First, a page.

The team that Hamza and Carlin’s daughter wanted to make the film was headed by producer Teddy Leifer, who has worked on several documentaries, including the recent streaming series “Once Upon a Time in Londongrad,” about 14 mysterious deaths in the United Kingdom with alleged ties to Russia. Also part of the team was Apatow, who has directed hit comedy films like “The 40-Year-Old Virgin” and “Knocked Up” but also produced a 2018 documentary about comedian Garry Shandling. Bonfiglio’s credits include the 2017 documentary “May It Last: A Portrait of the Avett Brothers.”

The film is nearly four hours long and uses old photographs, diaries, film footage, letters and dozens of interviews to tell Carlin’s story. It follows Carlin from his rough-and-tumble childhood in New York City to his early career as a conventional stand-up in the 1960s and his rise to international fame in the 1970s as a counterculture comedian parodying mainstream American life. His most famous routine from that period was about “seven dirty words” you can’t say on television. The film also chronicles his struggle with drugs and his relationship with his wife of 36 years, Brenda Carlin. Hamza is interviewed on camera as is Carlin’s daughter and his late brother.


Carlin was celebrated for pioneering intelligent observational comedy about the way people live. He was known also for his mastery of language and for routines that highlighted the power of words. His routine on the differences between baseball and football – and what the preference for football over baseball says about our society – is sometimes studied in high school and college English classes. Some portions of that routine include: “Baseball has the seventh inning stretch. Football has the two-minute warning. Football has hitting, clipping, spearing, piling on, personal fouls, late hitting and unnecessary roughness. Baseball has the sacrifice.”

About two dozen comedians and performers are seen in the film talking about how Carlin influenced them and changed stand-up comedy, including Jerry Seinfeld, Chris Rock, Stephen Colbert, Bill Burr, Bette Midler, Patton Oswalt and Jon Stewart. Carlin’s name and videos of his routines are often seen trending on Twitter and other social media, 14 years after his death.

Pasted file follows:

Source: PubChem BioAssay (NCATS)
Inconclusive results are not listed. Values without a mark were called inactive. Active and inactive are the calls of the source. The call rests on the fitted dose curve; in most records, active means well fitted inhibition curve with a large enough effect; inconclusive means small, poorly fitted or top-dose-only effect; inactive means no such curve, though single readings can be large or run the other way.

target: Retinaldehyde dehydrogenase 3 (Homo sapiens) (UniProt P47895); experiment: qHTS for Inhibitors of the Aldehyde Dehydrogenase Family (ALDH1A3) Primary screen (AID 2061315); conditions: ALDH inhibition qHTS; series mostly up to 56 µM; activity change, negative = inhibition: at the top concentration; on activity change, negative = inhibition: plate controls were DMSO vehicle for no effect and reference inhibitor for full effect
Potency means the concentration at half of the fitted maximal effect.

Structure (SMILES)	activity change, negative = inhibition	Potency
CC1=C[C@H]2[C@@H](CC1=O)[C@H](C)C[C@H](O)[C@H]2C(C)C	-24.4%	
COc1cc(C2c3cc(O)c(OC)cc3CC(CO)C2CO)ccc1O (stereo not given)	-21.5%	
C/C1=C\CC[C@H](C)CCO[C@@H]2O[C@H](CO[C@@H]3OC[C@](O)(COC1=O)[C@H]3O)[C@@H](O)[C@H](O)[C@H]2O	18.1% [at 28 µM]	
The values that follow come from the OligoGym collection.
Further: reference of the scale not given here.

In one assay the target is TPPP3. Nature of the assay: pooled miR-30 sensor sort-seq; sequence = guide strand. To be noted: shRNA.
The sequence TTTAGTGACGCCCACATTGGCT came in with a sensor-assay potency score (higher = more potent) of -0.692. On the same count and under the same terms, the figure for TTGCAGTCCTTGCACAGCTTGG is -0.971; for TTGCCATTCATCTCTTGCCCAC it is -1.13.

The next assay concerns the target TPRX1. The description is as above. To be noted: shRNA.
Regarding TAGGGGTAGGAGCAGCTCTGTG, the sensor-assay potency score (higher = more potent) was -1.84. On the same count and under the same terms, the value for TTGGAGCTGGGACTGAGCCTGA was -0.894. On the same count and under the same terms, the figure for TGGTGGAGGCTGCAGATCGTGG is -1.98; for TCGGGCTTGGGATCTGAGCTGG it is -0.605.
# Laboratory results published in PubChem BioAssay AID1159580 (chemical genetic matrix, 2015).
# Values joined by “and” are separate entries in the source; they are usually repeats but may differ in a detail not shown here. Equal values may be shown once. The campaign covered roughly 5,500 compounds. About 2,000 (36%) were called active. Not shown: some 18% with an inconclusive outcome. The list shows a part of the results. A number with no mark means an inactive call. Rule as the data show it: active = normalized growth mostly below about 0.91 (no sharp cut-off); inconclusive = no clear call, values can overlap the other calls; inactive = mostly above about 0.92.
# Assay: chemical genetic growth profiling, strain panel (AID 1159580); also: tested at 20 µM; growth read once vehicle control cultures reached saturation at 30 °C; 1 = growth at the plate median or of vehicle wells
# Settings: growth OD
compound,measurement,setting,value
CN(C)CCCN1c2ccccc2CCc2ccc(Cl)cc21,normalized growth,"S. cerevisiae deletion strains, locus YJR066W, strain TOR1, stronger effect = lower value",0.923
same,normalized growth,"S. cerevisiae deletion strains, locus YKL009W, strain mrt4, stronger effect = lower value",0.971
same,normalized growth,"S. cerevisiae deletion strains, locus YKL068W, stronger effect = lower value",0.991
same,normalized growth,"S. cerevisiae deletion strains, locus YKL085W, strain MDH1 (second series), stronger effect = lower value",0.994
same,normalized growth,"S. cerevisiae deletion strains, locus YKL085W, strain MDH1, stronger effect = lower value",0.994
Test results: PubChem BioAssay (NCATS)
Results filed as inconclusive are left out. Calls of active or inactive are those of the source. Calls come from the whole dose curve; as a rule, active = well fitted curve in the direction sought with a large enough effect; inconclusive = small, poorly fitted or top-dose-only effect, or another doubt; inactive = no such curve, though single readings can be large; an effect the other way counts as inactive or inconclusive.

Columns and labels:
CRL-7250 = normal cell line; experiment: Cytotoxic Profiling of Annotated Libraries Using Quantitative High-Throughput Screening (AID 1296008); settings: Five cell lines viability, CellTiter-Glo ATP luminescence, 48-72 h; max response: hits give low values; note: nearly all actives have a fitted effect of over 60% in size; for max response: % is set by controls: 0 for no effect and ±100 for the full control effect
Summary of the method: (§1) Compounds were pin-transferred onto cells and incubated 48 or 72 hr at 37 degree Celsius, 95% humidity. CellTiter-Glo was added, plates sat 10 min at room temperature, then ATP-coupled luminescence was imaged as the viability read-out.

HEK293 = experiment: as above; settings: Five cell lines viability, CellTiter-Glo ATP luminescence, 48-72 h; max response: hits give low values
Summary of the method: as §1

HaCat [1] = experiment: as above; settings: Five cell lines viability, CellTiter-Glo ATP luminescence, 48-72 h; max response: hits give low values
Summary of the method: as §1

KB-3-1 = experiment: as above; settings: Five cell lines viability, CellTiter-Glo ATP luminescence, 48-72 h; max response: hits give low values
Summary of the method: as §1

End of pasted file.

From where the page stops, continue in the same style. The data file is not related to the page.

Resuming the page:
“Teddy and Judd checked all the boxes we were looking for in filmmakers,” Kelly Carlin said. “I knew they would be unafraid to share the whole person and would be as creative and innovative as my father was. We did not want this to be a typical documentary.”

Jerry Hamza, at his home in Grand Lake Stream. Photo courtesy of Jerry Hamza


Hamza knew very little about Carlin or his comedy when he first met him in the mid-1970s. In fact, he knew very little about comedy at all. He had spent about 10 years working for his father, who promoted country music concerts by artists like Hank Snow, Charlie Rich or Willie Nelson. His father’s company promoted concerts at venues around the country, including at Portland’s City Hall Auditorium before it was renovated and renamed Merrill Auditorium in the 1990s.

Around 1975, Hamza said he became burned out traveling the country to various country music shows and told his father he was quitting the business. A while later, Hamza’s father asked him if he’d handle just a few shows, by a comedian. His father told him the comedian had sold out some shows in Toledo, Ohio, but was “too loaded” and didn’t show up. But if somebody could get the comedian to his gigs, there was money to be made, his father said. The comedian turned out to be Carlin.